Maya 2012 Installation works as per Autodesk’s guide, except for having to add the following to Fedora 14 :
And finally, moving my tempdir to a much larger volume then starting up Houdini (which really eats up the space on big sims!). It will be slower over a NFS mount, but until I get a dedicated cache disk, it will have to do:
The old post was under Ubuntu 10.10 and worked great. For various reasons I’m running Fedora 14 at the moment and configuring this Wacom 2 tablet is just as simple, but is done in a different manner. Though this is based on a SourceForge article, I had to modify things a bit to get it all working:
Create a text file named .xsetwacom.sh file in your home directory and make it executable (chmod +x). Assign it to start up (system/preferences/startup through the GUI). The pertinent content for this file I’ve adapted from the documentation page above. Works for me here, though your mileage may vary:
xsetwacom set “Wacom Intuos2 6×8 stylus” Suppress 4 # data pt.s trimmed, default is 4, 0-20
xsetwacom set “Wacom Intuos2 6×8 stylus” RawSample 2 # data pt.s filtered, default is 2, 0-100
#xsetwacom set “Wacom Intuos2 6×8 stylus” ClickForce 27 # pressure, default is 27, range is 0-2047
xsetwacom set “Wacom Intuos2 6×8 stylus” Threshold 27 # pressure, default is 27, range is 0-2047
xsetwacom set “Wacom Intuos2 6×8 stylus” PressCurve 5 10 90 95 # Bezier curve, default is 0,0,100,100
xsetwacom set “Wacom Intuos2 6×8 stylus” TPCButton on # stylus tip + button, or “off” for hover mode
xsetwacom set “Wacom Intuos2 6×8 stylus” Mode Absolute # or Relative cursor movement
xsetwacom set “Wacom Intuos2 6×8 stylus” Button1 1 # left mouse click
xsetwacom set “Wacom Intuos2 6×8 stylus” Button2 3 # right mouse click
xsetwacom set “Wacom Intuos2 6×8 stylus” Button3 2 # middle mouse click
xsetwacom set “Wacom Intuos2 6×8 eraser” Suppress 4 # data pt.s trimmed, default is 4, 0-20
xsetwacom set “Wacom Intuos2 6×8 eraser” RawSample 2 # data pt.s filtered, default is 2, 0-100
#xsetwacom set “Wacom Intuos2 6×8 eraser” ClickForce 27 # pressure, default is 27, range is 0-2047
xsetwacom set “Wacom Intuos2 6×8 eraser” Threshold 27 # pressure, default is 27, range is 0-2047
xsetwacom set “Wacom Intuos2 6×8 eraser” PressCurve 0 10 90 100 # Bezier curve, default is 0,0,100,100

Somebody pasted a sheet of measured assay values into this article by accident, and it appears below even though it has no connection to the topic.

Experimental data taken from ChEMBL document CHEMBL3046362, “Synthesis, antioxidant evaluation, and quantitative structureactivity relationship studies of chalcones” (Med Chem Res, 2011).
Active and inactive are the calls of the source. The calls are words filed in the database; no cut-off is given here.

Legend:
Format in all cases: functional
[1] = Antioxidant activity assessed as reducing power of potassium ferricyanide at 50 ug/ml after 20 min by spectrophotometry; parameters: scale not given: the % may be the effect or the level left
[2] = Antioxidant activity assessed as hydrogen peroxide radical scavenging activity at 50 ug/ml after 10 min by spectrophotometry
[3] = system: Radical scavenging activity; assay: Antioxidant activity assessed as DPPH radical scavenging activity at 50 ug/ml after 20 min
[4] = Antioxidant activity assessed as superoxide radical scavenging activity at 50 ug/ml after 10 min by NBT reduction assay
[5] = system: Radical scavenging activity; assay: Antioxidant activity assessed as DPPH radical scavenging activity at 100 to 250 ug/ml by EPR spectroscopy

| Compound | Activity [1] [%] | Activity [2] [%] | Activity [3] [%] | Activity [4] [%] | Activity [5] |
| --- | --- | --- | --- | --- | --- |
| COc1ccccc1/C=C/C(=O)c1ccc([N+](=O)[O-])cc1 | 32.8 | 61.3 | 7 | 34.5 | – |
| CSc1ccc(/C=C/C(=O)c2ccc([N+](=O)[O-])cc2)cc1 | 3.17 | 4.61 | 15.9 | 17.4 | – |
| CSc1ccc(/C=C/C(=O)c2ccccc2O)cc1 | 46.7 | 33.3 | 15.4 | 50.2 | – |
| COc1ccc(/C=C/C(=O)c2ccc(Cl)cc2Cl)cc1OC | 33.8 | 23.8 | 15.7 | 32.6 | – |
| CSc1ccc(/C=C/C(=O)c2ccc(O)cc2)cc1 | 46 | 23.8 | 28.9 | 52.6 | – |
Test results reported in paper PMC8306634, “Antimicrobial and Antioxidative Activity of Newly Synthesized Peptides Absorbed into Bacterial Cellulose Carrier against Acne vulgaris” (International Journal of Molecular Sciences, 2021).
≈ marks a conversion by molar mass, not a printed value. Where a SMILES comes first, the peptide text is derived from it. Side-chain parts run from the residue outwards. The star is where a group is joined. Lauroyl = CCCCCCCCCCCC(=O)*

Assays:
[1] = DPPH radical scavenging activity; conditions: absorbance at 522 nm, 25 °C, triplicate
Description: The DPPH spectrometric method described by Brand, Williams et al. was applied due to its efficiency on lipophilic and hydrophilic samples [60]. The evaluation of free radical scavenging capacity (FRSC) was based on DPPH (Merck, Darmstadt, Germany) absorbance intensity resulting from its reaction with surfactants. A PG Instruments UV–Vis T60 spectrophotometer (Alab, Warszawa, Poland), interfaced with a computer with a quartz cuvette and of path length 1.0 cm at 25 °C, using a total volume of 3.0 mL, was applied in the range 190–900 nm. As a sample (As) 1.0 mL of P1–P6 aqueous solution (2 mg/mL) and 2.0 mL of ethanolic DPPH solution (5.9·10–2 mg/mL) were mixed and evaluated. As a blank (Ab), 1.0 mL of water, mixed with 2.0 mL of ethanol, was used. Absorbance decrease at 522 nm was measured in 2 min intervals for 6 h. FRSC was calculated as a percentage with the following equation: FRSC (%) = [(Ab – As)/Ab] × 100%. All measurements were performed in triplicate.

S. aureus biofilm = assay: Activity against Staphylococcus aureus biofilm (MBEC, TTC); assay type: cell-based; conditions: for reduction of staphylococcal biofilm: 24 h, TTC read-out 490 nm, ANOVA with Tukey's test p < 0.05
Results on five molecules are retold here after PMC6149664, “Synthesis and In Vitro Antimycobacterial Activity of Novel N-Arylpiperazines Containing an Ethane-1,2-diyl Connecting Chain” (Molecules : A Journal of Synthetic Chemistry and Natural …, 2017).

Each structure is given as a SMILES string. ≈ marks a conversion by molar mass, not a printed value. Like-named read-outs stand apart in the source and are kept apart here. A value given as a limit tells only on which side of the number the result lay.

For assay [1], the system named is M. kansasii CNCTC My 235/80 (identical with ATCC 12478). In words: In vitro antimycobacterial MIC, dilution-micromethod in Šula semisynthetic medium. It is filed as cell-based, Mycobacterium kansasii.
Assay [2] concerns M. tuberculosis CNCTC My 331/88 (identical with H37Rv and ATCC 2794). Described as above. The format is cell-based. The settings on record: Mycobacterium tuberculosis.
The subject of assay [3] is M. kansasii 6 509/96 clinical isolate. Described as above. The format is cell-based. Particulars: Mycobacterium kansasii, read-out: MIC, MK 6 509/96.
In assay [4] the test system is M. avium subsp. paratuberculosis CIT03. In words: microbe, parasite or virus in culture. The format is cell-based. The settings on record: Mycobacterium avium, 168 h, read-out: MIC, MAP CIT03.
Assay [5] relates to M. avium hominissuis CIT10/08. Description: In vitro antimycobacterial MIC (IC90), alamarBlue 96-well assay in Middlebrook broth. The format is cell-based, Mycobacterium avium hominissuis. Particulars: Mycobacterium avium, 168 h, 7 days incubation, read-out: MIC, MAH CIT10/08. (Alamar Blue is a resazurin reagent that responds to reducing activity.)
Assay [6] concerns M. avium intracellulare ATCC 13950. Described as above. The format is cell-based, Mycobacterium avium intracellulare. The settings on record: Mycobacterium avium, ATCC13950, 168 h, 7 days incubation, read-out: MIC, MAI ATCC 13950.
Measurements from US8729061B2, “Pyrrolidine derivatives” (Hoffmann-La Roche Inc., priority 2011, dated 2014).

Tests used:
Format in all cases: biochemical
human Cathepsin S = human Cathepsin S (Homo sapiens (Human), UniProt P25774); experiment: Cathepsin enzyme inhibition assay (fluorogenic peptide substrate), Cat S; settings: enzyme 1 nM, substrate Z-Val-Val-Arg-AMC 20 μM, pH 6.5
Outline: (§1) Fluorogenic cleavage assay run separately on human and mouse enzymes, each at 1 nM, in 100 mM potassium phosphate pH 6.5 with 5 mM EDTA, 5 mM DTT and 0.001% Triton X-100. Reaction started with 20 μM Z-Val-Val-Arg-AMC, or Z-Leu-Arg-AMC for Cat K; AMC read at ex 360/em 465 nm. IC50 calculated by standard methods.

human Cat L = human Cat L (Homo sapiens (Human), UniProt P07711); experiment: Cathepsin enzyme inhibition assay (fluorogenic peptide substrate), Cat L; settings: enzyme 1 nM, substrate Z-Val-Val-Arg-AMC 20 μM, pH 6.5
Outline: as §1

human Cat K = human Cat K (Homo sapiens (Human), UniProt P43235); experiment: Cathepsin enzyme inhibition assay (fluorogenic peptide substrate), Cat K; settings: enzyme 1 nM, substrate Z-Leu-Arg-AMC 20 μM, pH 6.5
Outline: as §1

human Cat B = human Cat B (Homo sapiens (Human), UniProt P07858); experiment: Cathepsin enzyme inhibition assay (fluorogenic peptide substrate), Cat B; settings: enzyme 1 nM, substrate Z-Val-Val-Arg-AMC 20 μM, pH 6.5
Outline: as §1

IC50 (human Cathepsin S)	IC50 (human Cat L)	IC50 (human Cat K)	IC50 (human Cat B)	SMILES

xsetwacom set “Wacom Intuos2 6×8 eraser” Mode Absolute # or Relative cursor movement
xsetwacom set “Wacom Intuos2 6×8 eraser” Button1 1
Hope this helps somebody out there. Tablets are great, if you can set them up to work the way YOU would like.
ps. Just tried this with Scientific Linux. Had to confirm the tablet device name (with a “xsetwacom –list”) and found it quite different. Not only that but the device needed to be wrapped in single quotes to work. And some of the parameters were not supported. It’s a minefield! :-). If things are really not working, just put the -v flag into a config line and run it in a shell. It should tell you what’s broken.
Touching on a previous post, it seems a combination of Microsoft’s ICE and Hugin is getting me by on the panorama stitching front. Though the flash panorama output of Kolor’s Autopano Giga is interesting me too. I don’t take 360 degree panoramas (yet), but it’d be nice to put them into an environment to “revolve in”. For tone mapping, Picturenaut for more naturalistic tweaking, Photomatix to really ramp things up. Too bad the former isn’t 64 bit.
Besides Stanley running into the shots, we’ve had a good time during a brief week of sunshine here in Vancouver. The new lens is working well and I’ve actually spent two days shooting with the camera set to manual. Lots of mistakes, but it’s slowly coming together.
This Pano didn’t turn out as expected. I was going for a full set of bracketed exposures to create a proper HDRI with when it started snowing! So much for a pleasant day at the beach. I took this in a hurry, and it shows.
One thing that is slowing me down is my stock lens. With the sensor in my camera making the focal length a little longer, I’ve had to take 15 images for each 360 degree “strip” of the panorama. Not only is this time consuming, but it means I’m ingesting far more data than needed. 27k wide panoramas sound great, but it’s overkill for my purposes. To that end, a Sigma 10-20mm F3.5 EX DC HSM lens mysteriously appeared today. With the wider viewing angle, it means I’ll need far fewer snaps.
Now to take the bracketed exposures more quickly. Right now I can set up the camera to take three automatically, enough for creating “HDRI snapshots” but not nearly enough for technical work. I can do multiple sets of these brackets manually but, well, some other options I’ll be exploring: